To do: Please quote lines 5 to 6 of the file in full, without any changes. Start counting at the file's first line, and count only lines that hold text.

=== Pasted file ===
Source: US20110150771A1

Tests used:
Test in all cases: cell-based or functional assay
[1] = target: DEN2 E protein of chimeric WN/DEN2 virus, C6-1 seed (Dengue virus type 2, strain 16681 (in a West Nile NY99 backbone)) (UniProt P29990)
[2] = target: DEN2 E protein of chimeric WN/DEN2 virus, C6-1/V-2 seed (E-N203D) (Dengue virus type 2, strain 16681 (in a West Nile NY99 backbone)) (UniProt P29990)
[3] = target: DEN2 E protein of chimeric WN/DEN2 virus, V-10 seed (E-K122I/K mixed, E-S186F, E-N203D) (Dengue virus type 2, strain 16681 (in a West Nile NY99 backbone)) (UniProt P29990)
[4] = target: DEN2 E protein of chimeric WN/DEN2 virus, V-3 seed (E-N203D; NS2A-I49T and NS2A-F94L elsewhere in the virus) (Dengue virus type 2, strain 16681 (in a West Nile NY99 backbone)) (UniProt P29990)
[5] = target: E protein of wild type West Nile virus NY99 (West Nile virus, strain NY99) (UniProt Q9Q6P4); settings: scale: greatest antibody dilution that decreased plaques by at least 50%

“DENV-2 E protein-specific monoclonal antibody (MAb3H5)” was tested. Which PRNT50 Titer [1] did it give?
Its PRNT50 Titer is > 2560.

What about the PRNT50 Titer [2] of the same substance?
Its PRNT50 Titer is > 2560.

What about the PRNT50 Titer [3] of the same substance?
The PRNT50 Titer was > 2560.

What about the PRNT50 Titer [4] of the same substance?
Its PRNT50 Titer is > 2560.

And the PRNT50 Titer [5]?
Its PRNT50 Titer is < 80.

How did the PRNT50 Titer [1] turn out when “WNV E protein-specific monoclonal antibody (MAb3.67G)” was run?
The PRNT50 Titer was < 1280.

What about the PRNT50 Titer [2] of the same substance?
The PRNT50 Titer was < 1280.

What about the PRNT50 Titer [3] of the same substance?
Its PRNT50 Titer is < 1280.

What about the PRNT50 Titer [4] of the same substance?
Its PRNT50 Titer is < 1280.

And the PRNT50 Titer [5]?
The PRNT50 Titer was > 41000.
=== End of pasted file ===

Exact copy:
[2] = target: DEN2 E protein of chimeric WN/DEN2 virus, C6-1/V-2 seed (E-N203D) (Dengue virus type 2, strain 16681 (in a West Nile NY99 backbone)) (UniProt P29990)
[3] = target: DEN2 E protein of chimeric WN/DEN2 virus, V-10 seed (E-K122I/K mixed, E-S186F, E-N203D) (Dengue virus type 2, strain 16681 (in a West Nile NY99 backbone)) (UniProt P29990)